Leda and the Swan by William Butler Yeats: Critical Appreciation

Yeats's Leda and the Swan is a sonnet based on Greek mythology, and one in which he interprets the rape of queen Leda by god Zeus as an incident of annunciation of a two thousand years' long phase of civilizational cycle in history. Yeats first dramatically presents the moment of the mythical rape of a Greek queen Leda by god Zeus in the form of a wild swan; then he goes on to contemplate its significance and consequence.

William B. Yeats (1865-1939)

For Yeats, this was the annunciation (announcement or marking point) of the whole era of destruction of a civilization especially in the Trojan War. This poem also illustrates Yeats’s philosophy that history moves in cycles of two thousand years; each cycle is begun by the intervention (interfering) of the divine force and conception of divine being and ominous being alternately every two thousand years. The poem is also a unique sonnet. The sonnet "Leda and the Swan" is a metaphorical treatment of the moment of annunciation, prompted by Yeats's felling that some studying point for a new cycle was imminent in his own period. He sees Grecian civilization beginning with the myth of her eggs came love and war. The symbol of Leda is enriched by the previous poems, which focus upon Helen and the ruin of Troy. The problem posed in this poem is whether opposites ever coincide.

This is a symbolic poem about history, but it also plays word games like in suggesting the intercourse in "broken wall". Another feature is its unique form of a sonnet. The poem is based on an episode of ancient Greek mythology. Zeus, changing himself into a huge swan, raped the princess Leda, and out of that union was born Helen, whose elopement with Paris subsequently led to the Trojan War. In the form of sonnet, this poem pictures Zeus’s rape of Leda and, in conclusion poses a question. Zeus, by his rape of Leda, begot not only Helen but also the whole consequence of Helen: the fall of Troy, and the death of the Greek heroes.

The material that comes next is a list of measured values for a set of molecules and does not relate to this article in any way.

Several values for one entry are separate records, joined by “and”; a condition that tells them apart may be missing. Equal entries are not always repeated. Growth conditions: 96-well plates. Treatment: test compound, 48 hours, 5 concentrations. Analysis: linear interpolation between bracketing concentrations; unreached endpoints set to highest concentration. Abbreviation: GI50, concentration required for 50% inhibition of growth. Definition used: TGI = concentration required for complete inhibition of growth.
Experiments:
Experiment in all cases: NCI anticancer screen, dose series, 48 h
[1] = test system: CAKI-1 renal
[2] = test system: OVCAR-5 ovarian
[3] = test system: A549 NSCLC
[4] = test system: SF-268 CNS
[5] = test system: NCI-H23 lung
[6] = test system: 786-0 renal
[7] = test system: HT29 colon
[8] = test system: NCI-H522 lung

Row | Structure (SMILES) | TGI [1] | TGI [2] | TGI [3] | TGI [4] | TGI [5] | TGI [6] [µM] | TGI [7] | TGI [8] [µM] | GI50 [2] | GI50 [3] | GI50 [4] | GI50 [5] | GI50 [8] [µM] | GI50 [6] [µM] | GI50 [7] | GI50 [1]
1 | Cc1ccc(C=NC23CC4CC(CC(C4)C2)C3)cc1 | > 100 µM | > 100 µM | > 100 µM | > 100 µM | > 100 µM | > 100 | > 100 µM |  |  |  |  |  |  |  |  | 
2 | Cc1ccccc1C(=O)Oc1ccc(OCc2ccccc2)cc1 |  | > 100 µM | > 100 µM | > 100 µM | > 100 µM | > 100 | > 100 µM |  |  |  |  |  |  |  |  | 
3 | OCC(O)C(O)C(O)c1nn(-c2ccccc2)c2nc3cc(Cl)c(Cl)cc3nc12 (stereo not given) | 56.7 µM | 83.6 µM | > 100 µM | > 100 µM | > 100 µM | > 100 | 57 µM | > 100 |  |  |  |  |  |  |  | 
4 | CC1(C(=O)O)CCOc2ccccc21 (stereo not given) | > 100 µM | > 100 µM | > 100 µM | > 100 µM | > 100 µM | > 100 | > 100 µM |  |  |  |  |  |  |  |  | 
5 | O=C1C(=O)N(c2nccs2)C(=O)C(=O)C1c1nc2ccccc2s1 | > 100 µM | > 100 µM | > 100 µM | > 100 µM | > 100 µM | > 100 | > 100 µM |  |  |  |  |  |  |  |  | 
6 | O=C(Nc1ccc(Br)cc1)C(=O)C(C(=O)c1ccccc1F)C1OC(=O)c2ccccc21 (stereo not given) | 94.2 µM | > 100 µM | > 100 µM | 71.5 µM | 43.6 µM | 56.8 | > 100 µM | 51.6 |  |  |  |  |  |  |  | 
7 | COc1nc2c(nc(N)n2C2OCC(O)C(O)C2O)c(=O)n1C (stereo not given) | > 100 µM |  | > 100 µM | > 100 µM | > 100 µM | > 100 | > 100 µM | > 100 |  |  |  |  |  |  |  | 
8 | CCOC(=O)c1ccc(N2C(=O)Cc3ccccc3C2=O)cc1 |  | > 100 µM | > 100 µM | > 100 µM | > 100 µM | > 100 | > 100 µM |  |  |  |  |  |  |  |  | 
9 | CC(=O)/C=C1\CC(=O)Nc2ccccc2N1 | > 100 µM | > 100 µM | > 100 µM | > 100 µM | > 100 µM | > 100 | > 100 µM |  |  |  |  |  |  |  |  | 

Yeats has employed Freudian imagery in the poem-the white rush the broken wall, the burning roof and tower, etc. In the octave, Yeats has built up the imagery of the event in its sheer physicality. The sestet gives us its moral equivalent. The physical concreteness of the octave is symbolic; the sestet tells us what it is symbolic of. The poem ends with the interesting question whether Leda, having been impregnated by the god with his power to create the future, had my awareness of how the future was now working through her. But this poem brings us not to a set attitude but it to a problem; is man merely the creature of impersonal forces, himself only a passive vehicle of an indifferent divinity? Or does he have a portion of divine intelligence within himself?